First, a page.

Evercool Buffalo CPU Cooler (HPFI7-10025) - Installation and Testing

Article Index
Evercool Buffalo CPU Cooler (HPFI7-10025)
Evercool Buffalo - Specifications
Installation and Testing
Evercool Buffalo Test Info
Final Thoughts and Conclusion

 

Installation & Test Setup:

Well the installation section of this review is going to be pretty simple, basically all you need to do is remove the old cooler, apply the included thermal paste and clip the new Buffalo CPU cooler onto your motherboard and your done. It really can't get any simpler than this and shouldn't take you any more than 10 minutes from start to finish. All the necessary mounting hardware for the Intel Core i7 CPU comes pre-installed so you literally have to do nothing except open the box and clip the cooler onto the motherboard. Motherboard removal is not necessary, however if you already have your motherboard removed from the case then installing the cooler will become even more simple.

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Evercool Buffalo - Mounting Bracket
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Evercool Buffalo - Side View

 

I've included some pictures of the Buffalo cooler and a Radeon HD 3870 card just to show how big the cooler is in comparison to a fairly large video card. As you can see in the next couple pictures the Buffalo is pretty small when compared to some of the other coolers we've reviewed and space isn't going to be an issue with the Buffalo and should fit into pretty much any mid-size case.

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Evercool Buffalo - Side View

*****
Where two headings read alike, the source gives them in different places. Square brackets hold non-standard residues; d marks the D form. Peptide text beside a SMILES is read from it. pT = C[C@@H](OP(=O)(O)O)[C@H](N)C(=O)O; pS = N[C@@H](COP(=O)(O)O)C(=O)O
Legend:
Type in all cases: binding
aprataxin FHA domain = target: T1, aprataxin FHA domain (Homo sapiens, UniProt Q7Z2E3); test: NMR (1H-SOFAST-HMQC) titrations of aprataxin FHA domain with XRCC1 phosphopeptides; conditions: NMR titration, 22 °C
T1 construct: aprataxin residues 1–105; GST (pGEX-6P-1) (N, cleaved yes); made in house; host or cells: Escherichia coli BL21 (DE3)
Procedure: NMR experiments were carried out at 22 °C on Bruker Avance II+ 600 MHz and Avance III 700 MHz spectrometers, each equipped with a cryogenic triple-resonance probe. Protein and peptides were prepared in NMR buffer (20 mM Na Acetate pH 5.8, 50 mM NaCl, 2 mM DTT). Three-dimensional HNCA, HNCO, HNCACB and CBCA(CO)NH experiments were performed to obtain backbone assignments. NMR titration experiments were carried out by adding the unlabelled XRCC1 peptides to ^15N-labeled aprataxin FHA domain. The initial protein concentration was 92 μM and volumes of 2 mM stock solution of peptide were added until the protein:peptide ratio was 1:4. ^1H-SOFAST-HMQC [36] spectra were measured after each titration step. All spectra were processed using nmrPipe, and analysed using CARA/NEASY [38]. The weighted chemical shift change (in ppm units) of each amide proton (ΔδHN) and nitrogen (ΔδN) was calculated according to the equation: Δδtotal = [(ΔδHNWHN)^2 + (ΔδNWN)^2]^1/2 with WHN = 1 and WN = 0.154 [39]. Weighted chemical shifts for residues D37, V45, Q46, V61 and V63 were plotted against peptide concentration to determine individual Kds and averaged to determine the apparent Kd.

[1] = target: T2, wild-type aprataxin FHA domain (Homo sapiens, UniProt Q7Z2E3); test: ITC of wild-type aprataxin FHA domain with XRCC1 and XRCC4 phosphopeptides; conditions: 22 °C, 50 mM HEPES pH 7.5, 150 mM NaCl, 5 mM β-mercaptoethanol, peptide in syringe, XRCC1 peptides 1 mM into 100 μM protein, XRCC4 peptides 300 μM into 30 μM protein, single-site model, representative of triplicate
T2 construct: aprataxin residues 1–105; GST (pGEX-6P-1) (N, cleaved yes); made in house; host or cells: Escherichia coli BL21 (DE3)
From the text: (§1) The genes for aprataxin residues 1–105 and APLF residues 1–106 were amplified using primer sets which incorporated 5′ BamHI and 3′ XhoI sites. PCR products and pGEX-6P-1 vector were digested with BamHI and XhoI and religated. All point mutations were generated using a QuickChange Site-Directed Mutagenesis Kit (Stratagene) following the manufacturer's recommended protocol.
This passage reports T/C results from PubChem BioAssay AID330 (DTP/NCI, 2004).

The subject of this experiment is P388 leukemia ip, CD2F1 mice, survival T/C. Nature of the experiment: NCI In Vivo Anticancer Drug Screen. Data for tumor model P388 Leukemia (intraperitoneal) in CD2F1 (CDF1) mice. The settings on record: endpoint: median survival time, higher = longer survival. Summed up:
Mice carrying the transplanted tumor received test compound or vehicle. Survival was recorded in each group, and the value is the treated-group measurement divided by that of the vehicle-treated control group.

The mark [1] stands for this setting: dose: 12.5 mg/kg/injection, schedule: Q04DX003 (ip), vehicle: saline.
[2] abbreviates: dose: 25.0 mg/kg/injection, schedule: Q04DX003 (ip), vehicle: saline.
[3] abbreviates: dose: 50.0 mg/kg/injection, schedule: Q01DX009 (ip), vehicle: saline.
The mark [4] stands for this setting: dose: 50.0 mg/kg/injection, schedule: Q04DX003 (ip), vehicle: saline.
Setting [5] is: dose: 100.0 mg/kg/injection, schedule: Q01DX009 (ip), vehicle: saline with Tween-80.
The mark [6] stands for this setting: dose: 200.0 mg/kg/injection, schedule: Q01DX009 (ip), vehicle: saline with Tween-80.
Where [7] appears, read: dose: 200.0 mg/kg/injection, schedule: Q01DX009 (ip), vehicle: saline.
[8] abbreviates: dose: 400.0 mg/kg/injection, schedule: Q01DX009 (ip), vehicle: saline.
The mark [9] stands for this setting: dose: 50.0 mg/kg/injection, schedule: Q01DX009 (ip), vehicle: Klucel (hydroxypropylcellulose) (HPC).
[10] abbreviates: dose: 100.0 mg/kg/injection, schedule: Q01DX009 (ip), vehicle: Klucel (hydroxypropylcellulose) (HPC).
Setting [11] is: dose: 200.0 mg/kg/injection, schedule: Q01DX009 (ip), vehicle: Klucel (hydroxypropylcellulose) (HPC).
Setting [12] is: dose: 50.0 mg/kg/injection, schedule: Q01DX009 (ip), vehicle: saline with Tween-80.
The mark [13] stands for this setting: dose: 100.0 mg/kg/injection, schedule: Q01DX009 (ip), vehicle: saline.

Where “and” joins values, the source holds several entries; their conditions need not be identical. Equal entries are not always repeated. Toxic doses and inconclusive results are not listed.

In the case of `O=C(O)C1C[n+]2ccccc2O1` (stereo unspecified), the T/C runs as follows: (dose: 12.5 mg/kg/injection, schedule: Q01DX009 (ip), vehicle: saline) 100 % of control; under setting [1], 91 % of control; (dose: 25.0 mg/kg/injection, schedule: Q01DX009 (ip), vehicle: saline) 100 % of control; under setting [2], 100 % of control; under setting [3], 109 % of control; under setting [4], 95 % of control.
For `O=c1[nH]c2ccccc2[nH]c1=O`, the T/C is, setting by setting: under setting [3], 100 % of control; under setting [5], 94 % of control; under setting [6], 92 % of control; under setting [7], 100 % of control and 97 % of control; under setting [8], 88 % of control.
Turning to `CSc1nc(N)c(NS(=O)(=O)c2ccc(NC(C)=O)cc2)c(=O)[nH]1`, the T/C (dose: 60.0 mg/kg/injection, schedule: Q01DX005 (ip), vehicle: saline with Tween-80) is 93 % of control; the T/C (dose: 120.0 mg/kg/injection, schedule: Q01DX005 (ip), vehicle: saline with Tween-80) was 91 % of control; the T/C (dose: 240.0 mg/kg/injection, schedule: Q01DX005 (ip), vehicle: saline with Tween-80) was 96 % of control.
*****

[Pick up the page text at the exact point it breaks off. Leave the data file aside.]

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Evercool Buffalo - Top View

 

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Evercool Buffalo - Side View
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Evercool Buffalo - Top View

 

Now that the Buffalo is installed, let's see how it performs in the next section.

 

Test Info:

For Intel (LGA1336) testing we will be using the Intel Core i7 920 CPU, which produces 130 Watts of heat. This could be considered a mid-range processor, and while most Dual-Core processors produce ~50-80 Watts of heat, this should give you a pretty accurate estimate of what type of temperatures a cooler will provide you with.

For both AMD and Intel testing, we have taken all temperatures using CoreTemp v.0.99.4. CoreTemp takes a temperature from the CPU core, and allows for much more uniform results across different motherboard and CPU platforms. These temperatures may seem higher than other temperature recordings; because chances are they are taking temperature recordings using the diode underneath the CPU, which isn't able to be as accurate, and can really fluctuate between different brands of motherboards.

For all tests we are using the Highspeed PC Top Deck Tech Station, and we are using no additional cooling in our testing. All temperatures are recorded in a controlled environment that is set to 23 degrees Celsius (73.4 Fahrenheit) to provide fair results between coolers.

For all tests we use Arctic Cooling MX-2 High-Performance Thermal Compound (Paste), we use the same thermal paste in all our testing so that we can keep our results consistent. If a cooler is shipped with thermal paste pre-applied, it will be removed and we will re-apply it with Arctic Cooling MX-2 to provide fair results.